19
Feb
15

Lent, Day 2, and Grace Discussion, continued

1999    The grace of Christ is the gratuitous gift that God makes to us of his own life, infused by the Holy Spirit into our soul to heal it of sin and to sanctify it. It is the sanctifying or deifying grace received in Baptism. It is in us the source of the work of sanctification:(1966)

Therefore if any one is in Christ, he is a new creation; the old has passed away, behold, the new has come. All this is from God, who through Christ reconciled us to himself.

Even for Christian UUs, the Catholic sense of Christ as savior and part 2, of the triune God, will be problematic.  And there is a lot of the Christ as God story that is problematic — 1) how is our salvation, whatever that might mean for us, dependent on the actions of a single person?  It removes our agency or lessens it, or seems to do so.  2) how is it that God sacrificed himself in some way for us?  If Jesus is God, he cannot die, and so the threat of death on the cross seems somewhat less, if Jesus is God.  3) if Jesus is not God (a Christian UU view, and a UU view generally), what does his death on the cross mean?  Certainly, for him personally, a mortal Jesus indicates that he risked all for his ideals. It, by itself, cannot save us, though it can serve as a model — he was willing to die for an ideal, and, we too can work and be ready to give all for what is important.

In the story of Jesus as son of God, though, we do have the idea that God was willing to suffer and sacrifice for creatures, which does support the idea of a gratuitous gift on the part of God for humanity.

As I read 1999 here, I get the sense that that gratuitous gift of God is then passed on to creatures through the Holy Spirit.  And the idea of the Holy Spirit as the glue adhering us of a divinity beyond does have some appeal.  But I still think that the key element in grace is our awareness of the beauty of the world, and the fragility of the world, and our saying yes to that fragile beauty and accepting our part in nourishing and tending it.

The idea that we receive this sanctifying or deifying grace in Baptism is something I cannot endorse.  It again externalizes grace, which I don’t see as something beyond humans, but part of the world, of which we are a part.  It is, then, as I see it, something within as well as without and we can recognize and tap into it.  If we assume that this comes from without through a ceremony, doesn’t that mean that those who are not baptized miss out on it. So Buddhists, and Jews, and atheists, and others do not have access to this.  That makes no sense.  I think that ceremonies and rituals help to symbolize truths that may not be scientifically measurable.  They use our senses and metaphors to open up a world beyond.  Baptism can symbolize our returning to a previous fluid existence within the womb and a rebirth in a new life, or it can symbolize washing off those elements which taint us (pollution of any sort), in a way that we take a daily bath or shower to refresh ourselves.  In the Catholic Church, baptism is often infant baptism, which has symbolic effect on the parents and grandparents and other older custodians of the child.  Other than the moment of discomfort when the cold water hits our baby foreheads, I’m not sure what effect the baptism has.  I don’t see any value in thinking magically here, that the baptism itself with chrism and water infuses the baby with grace or somehow formats the baby for life in the faith.  Surely it is the baby’s growing up in a loving community that prepares him or her for a satisfying life in grace.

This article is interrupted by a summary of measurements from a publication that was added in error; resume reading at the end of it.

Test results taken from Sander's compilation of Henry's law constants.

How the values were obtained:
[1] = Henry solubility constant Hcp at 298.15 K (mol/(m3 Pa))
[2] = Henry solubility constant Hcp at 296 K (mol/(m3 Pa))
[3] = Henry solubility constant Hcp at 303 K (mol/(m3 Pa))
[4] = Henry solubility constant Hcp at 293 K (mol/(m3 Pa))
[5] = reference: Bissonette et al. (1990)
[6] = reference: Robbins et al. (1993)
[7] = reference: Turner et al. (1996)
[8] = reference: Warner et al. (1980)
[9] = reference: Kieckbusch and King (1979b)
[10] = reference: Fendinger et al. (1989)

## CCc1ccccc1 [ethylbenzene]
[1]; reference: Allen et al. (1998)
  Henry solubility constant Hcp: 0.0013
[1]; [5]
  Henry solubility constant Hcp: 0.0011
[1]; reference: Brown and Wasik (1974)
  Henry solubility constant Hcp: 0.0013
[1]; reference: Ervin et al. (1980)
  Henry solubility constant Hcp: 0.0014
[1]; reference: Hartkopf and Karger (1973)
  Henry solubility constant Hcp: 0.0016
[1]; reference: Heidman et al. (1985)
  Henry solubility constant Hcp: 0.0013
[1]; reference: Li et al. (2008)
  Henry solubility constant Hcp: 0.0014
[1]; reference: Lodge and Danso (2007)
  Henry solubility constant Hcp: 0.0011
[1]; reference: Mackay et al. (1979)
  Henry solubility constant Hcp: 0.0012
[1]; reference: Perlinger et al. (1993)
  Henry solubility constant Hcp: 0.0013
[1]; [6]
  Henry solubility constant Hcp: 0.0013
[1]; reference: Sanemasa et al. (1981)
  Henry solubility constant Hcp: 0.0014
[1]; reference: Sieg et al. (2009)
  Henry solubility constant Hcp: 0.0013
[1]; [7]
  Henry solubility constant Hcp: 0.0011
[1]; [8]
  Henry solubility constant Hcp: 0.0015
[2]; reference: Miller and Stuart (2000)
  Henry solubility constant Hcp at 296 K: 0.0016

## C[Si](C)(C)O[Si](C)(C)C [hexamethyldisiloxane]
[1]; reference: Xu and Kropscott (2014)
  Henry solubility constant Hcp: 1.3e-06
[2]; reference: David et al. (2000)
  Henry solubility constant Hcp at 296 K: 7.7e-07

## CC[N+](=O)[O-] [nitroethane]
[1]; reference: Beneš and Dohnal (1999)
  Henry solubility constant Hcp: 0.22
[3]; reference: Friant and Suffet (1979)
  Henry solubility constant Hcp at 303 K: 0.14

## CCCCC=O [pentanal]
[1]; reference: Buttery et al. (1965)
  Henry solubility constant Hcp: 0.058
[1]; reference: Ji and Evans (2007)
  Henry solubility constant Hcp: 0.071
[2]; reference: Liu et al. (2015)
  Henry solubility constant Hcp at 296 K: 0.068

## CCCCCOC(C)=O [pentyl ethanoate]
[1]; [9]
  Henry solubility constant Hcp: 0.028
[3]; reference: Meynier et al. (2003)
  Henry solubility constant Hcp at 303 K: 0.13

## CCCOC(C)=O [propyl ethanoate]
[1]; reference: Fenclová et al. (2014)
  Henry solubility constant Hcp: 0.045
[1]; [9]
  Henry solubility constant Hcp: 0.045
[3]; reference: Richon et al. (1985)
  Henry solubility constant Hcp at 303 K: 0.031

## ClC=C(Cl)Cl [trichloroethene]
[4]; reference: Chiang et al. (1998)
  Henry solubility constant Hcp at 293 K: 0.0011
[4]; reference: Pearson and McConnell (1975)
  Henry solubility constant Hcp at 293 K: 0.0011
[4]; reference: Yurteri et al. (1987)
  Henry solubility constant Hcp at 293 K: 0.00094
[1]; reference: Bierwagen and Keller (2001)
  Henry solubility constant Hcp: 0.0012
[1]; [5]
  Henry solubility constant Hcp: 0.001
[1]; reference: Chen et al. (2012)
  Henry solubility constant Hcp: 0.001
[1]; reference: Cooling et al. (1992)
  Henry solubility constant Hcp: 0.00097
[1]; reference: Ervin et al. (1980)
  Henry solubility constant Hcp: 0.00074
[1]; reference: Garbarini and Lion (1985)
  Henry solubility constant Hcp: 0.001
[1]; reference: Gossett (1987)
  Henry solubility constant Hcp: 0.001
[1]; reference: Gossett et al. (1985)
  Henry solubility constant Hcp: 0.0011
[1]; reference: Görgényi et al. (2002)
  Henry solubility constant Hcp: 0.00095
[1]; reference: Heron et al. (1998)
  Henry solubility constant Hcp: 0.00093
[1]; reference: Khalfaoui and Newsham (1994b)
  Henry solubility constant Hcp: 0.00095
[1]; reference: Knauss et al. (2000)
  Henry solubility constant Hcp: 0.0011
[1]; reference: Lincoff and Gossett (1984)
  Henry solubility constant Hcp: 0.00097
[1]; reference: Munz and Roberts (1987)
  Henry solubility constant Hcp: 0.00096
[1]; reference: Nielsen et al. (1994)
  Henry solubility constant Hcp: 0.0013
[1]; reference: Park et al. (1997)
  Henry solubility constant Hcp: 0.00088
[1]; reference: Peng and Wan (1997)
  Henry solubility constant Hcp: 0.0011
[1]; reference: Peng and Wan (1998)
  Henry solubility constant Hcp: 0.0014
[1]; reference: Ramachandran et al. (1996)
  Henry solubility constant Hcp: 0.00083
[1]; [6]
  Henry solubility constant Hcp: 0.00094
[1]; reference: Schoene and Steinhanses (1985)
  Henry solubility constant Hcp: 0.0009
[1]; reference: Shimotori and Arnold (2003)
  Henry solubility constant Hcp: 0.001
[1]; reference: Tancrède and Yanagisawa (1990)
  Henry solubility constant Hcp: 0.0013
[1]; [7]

Not that I’m suggesting that grace is all within.  I think there is grace in the world beyond (but as part of the interdependent web, nothing may be fully beyond or outside ourselves), and that focus only on what we can do to get grace does seem to smack of narcissism. And one of the aspects of the trinity, as I recall it (probably badly), is that the trinity shows reciprocity even among God as a single unit, which argues for reciprocity as a working model for all.  Though I reject the former, I do think reciprocity is the way to go, and is a key way to grace.